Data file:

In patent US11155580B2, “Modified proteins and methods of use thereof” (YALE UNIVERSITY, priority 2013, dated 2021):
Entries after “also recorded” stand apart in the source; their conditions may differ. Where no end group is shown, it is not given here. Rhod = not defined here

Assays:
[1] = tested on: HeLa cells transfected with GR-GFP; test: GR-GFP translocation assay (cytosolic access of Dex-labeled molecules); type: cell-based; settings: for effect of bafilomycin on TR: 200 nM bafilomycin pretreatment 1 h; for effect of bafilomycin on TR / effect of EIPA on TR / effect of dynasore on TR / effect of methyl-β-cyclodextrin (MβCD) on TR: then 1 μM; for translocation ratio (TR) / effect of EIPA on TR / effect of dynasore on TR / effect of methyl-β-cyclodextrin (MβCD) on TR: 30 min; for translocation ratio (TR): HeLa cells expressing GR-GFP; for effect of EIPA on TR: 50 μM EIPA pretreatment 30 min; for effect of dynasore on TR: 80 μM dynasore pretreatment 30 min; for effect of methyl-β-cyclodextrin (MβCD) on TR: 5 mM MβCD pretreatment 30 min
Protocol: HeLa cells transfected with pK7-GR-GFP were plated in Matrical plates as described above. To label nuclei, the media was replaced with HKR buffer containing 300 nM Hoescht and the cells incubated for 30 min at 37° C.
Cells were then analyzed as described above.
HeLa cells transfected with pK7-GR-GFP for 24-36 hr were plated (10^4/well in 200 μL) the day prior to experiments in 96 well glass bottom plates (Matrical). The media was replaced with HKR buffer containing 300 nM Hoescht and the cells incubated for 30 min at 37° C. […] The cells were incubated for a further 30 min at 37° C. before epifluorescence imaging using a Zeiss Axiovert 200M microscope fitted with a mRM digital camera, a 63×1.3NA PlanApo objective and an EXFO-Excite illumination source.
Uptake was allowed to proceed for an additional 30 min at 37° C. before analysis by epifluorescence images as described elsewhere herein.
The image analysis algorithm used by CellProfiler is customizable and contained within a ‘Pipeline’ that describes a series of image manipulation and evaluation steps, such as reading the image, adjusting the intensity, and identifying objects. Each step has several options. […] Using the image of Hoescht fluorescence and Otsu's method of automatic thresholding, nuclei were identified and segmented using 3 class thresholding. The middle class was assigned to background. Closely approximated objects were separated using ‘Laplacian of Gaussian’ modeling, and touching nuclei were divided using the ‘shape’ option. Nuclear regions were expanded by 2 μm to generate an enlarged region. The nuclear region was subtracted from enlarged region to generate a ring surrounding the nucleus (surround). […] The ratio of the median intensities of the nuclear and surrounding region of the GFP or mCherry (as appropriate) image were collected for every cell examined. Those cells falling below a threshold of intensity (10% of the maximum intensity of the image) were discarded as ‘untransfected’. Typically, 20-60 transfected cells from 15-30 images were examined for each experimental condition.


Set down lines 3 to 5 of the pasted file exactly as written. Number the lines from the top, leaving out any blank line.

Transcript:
Assays:
[1] = tested on: HeLa cells transfected with GR-GFP; test: GR-GFP translocation assay (cytosolic access of Dex-labeled molecules); type: cell-based; settings: for effect of bafilomycin on TR: 200 nM bafilomycin pretreatment 1 h; for effect of bafilomycin on TR / effect of EIPA on TR / effect of dynasore on TR / effect of methyl-β-cyclodextrin (MβCD) on TR: then 1 μM; for translocation ratio (TR) / effect of EIPA on TR / effect of dynasore on TR / effect of methyl-β-cyclodextrin (MβCD) on TR: 30 min; for translocation ratio (TR): HeLa cells expressing GR-GFP; for effect of EIPA on TR: 50 μM EIPA pretreatment 30 min; for effect of dynasore on TR: 80 μM dynasore pretreatment 30 min; for effect of methyl-β-cyclodextrin (MβCD) on TR: 5 mM MβCD pretreatment 30 min
Protocol: HeLa cells transfected with pK7-GR-GFP were plated in Matrical plates as described above. To label nuclei, the media was replaced with HKR buffer containing 300 nM Hoescht and the cells incubated for 30 min at 37° C.